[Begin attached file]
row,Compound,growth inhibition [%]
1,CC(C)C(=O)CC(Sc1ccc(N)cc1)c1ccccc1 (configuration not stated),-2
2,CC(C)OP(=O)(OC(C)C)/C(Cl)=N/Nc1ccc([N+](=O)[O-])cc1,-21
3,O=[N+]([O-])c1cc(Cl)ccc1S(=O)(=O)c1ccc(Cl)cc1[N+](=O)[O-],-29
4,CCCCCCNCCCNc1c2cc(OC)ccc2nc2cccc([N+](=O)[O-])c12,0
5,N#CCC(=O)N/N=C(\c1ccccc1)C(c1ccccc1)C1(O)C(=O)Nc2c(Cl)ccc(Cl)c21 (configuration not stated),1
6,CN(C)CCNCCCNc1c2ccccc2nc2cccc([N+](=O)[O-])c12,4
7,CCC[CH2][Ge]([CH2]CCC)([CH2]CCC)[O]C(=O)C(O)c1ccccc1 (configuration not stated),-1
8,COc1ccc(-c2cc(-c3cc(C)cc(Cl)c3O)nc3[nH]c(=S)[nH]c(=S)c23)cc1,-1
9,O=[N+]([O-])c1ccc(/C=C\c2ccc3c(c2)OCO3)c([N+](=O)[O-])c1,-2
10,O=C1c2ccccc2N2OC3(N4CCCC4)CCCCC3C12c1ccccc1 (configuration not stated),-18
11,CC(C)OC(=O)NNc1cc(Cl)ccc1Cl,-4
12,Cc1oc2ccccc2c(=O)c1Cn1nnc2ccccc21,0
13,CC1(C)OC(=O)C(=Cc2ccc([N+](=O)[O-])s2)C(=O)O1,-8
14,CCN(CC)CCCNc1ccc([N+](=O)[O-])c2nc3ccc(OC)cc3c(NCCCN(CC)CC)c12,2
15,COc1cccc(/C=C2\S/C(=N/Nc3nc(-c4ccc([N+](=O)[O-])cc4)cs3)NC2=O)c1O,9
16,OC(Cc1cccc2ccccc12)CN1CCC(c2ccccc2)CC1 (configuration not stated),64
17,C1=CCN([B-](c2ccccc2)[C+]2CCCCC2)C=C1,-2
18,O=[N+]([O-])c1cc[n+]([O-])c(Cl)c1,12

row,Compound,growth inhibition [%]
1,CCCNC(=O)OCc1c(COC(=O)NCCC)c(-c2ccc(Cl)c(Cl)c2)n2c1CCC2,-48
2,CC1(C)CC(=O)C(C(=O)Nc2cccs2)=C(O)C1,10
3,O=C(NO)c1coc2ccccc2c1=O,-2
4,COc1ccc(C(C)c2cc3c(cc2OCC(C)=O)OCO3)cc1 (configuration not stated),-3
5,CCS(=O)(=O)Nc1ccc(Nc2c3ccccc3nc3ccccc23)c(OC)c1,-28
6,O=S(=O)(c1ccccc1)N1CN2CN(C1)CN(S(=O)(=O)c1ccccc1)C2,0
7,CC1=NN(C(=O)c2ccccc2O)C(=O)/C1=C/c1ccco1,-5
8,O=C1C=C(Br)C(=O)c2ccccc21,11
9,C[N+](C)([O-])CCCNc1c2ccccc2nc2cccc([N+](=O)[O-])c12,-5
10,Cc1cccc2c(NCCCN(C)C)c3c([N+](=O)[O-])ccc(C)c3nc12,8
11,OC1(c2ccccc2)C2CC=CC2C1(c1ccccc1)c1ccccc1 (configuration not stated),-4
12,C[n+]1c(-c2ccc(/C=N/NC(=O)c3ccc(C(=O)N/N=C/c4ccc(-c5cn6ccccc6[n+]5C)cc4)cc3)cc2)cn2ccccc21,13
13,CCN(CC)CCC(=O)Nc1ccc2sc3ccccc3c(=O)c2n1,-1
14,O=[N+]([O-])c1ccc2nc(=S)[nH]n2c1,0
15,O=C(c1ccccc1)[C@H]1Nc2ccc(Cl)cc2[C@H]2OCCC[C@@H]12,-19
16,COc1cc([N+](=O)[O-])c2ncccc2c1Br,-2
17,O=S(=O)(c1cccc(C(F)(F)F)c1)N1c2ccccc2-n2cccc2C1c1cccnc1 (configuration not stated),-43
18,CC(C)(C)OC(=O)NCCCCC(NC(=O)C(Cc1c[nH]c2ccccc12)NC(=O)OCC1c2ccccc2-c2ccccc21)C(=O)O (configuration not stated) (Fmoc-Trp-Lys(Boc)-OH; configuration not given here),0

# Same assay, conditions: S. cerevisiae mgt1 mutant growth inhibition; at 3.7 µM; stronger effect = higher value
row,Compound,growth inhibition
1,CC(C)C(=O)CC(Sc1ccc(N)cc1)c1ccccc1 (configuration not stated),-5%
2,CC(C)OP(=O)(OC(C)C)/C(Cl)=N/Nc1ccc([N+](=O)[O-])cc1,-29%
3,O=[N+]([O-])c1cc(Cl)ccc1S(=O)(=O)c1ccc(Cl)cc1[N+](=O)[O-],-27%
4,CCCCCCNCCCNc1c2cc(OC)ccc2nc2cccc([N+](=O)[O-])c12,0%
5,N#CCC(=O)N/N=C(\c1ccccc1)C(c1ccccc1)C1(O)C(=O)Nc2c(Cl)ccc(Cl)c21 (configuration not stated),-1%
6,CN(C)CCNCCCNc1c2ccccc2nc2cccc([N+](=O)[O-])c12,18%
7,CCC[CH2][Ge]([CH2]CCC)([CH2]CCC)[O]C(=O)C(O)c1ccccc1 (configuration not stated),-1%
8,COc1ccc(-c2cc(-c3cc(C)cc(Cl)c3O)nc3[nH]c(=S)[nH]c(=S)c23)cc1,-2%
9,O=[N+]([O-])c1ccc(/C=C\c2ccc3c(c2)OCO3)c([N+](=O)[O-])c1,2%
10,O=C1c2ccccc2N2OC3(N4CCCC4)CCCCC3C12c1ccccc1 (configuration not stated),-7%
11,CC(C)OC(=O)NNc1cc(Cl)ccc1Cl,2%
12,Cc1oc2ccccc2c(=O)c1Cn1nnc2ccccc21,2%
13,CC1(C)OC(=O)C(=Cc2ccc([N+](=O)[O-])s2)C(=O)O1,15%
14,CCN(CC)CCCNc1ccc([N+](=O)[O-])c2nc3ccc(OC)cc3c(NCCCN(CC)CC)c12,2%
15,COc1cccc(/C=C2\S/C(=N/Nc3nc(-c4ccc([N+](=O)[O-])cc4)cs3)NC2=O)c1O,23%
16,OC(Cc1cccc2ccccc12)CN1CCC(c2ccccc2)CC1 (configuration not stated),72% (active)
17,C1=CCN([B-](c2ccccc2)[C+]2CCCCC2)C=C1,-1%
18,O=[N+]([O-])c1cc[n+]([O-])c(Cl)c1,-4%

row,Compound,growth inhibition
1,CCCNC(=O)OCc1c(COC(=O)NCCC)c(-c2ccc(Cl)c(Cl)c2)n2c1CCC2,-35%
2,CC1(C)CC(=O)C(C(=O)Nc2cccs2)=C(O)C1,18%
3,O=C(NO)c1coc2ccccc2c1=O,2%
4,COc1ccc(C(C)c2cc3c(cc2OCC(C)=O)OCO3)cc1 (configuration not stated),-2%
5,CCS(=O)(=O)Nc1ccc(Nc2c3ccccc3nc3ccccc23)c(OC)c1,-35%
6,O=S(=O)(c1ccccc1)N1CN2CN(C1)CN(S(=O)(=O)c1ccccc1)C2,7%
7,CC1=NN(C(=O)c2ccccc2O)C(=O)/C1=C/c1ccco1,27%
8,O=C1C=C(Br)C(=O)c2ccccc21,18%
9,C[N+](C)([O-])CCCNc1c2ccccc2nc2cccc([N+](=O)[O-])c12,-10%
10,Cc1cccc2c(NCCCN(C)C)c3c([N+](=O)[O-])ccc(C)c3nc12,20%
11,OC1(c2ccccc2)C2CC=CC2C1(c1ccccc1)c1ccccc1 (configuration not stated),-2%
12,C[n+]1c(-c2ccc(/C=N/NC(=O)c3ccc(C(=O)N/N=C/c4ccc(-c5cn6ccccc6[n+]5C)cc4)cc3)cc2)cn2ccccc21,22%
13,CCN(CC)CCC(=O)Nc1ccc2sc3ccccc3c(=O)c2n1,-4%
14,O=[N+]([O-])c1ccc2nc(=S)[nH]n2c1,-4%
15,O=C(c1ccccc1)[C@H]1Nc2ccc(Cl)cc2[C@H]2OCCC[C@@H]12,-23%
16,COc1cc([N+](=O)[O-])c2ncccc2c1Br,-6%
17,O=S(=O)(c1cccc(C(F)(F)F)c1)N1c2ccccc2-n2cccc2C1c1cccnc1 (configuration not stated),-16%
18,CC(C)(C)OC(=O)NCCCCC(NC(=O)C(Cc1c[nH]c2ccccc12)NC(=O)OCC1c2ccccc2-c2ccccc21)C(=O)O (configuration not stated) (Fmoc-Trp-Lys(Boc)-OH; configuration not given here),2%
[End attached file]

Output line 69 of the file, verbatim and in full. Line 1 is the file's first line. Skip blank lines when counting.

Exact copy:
10,Cc1cccc2c(NCCCN(C)C)c3c([N+](=O)[O-])ccc(C)c3nc12,20%